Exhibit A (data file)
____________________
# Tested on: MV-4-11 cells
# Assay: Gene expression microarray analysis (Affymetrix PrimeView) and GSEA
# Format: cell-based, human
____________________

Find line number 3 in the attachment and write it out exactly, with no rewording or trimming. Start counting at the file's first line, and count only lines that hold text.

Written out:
# Format: cell-based, human